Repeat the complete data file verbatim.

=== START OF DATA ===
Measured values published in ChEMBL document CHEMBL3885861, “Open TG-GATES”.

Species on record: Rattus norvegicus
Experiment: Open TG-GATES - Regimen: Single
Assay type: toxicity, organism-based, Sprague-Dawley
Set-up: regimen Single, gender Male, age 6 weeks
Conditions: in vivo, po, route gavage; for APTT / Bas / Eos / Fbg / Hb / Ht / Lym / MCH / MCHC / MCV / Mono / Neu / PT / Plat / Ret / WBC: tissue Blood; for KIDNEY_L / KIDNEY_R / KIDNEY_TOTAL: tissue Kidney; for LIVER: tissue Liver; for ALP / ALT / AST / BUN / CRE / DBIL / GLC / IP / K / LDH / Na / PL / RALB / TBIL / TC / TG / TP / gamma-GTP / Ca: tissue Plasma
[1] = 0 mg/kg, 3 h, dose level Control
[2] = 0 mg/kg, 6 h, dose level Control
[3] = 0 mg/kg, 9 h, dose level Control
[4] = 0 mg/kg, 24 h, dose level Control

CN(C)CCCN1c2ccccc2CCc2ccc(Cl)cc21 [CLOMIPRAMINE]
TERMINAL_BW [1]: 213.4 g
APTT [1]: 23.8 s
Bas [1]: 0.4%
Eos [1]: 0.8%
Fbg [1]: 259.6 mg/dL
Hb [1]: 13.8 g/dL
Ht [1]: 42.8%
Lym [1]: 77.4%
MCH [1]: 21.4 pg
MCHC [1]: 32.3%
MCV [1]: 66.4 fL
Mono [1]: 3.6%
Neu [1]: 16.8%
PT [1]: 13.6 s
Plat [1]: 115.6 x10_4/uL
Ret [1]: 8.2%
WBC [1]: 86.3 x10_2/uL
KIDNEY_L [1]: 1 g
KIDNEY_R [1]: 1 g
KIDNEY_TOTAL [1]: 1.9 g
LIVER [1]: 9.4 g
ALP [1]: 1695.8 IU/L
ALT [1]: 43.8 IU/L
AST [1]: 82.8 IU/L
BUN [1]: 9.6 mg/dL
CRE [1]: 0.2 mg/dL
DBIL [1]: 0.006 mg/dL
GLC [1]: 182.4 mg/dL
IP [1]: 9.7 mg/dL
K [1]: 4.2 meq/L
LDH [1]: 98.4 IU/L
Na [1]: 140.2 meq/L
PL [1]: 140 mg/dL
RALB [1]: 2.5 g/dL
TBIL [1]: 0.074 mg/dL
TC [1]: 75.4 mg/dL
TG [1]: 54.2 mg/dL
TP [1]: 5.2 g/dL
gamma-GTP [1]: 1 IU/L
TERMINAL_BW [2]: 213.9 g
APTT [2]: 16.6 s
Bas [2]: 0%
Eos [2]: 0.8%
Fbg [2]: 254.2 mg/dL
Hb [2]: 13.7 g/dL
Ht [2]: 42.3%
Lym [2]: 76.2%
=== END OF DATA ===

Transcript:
Measured values published in ChEMBL document CHEMBL3885861, “Open TG-GATES”.

Species on record: Rattus norvegicus
Experiment: Open TG-GATES - Regimen: Single
Assay type: toxicity, organism-based, Sprague-Dawley
Set-up: regimen Single, gender Male, age 6 weeks
Conditions: in vivo, po, route gavage; for APTT / Bas / Eos / Fbg / Hb / Ht / Lym / MCH / MCHC / MCV / Mono / Neu / PT / Plat / Ret / WBC: tissue Blood; for KIDNEY_L / KIDNEY_R / KIDNEY_TOTAL: tissue Kidney; for LIVER: tissue Liver; for ALP / ALT / AST / BUN / CRE / DBIL / GLC / IP / K / LDH / Na / PL / RALB / TBIL / TC / TG / TP / gamma-GTP / Ca: tissue Plasma
[1] = 0 mg/kg, 3 h, dose level Control
[2] = 0 mg/kg, 6 h, dose level Control
[3] = 0 mg/kg, 9 h, dose level Control
[4] = 0 mg/kg, 24 h, dose level Control

CN(C)CCCN1c2ccccc2CCc2ccc(Cl)cc21 [CLOMIPRAMINE]
TERMINAL_BW [1]: 213.4 g
APTT [1]: 23.8 s
Bas [1]: 0.4%
Eos [1]: 0.8%
Fbg [1]: 259.6 mg/dL
Hb [1]: 13.8 g/dL
Ht [1]: 42.8%
Lym [1]: 77.4%
MCH [1]: 21.4 pg
MCHC [1]: 32.3%
MCV [1]: 66.4 fL
Mono [1]: 3.6%
Neu [1]: 16.8%
PT [1]: 13.6 s
Plat [1]: 115.6 x10_4/uL
Ret [1]: 8.2%
WBC [1]: 86.3 x10_2/uL
KIDNEY_L [1]: 1 g
KIDNEY_R [1]: 1 g
KIDNEY_TOTAL [1]: 1.9 g
LIVER [1]: 9.4 g
ALP [1]: 1695.8 IU/L
ALT [1]: 43.8 IU/L
AST [1]: 82.8 IU/L
BUN [1]: 9.6 mg/dL
CRE [1]: 0.2 mg/dL
DBIL [1]: 0.006 mg/dL
GLC [1]: 182.4 mg/dL
IP [1]: 9.7 mg/dL
K [1]: 4.2 meq/L
LDH [1]: 98.4 IU/L
Na [1]: 140.2 meq/L
PL [1]: 140 mg/dL
RALB [1]: 2.5 g/dL
TBIL [1]: 0.074 mg/dL
TC [1]: 75.4 mg/dL
TG [1]: 54.2 mg/dL
TP [1]: 5.2 g/dL
gamma-GTP [1]: 1 IU/L
TERMINAL_BW [2]: 213.9 g
APTT [2]: 16.6 s
Bas [2]: 0%
Eos [2]: 0.8%
Fbg [2]: 254.2 mg/dL
Hb [2]: 13.7 g/dL
Ht [2]: 42.3%
Lym [2]: 76.2%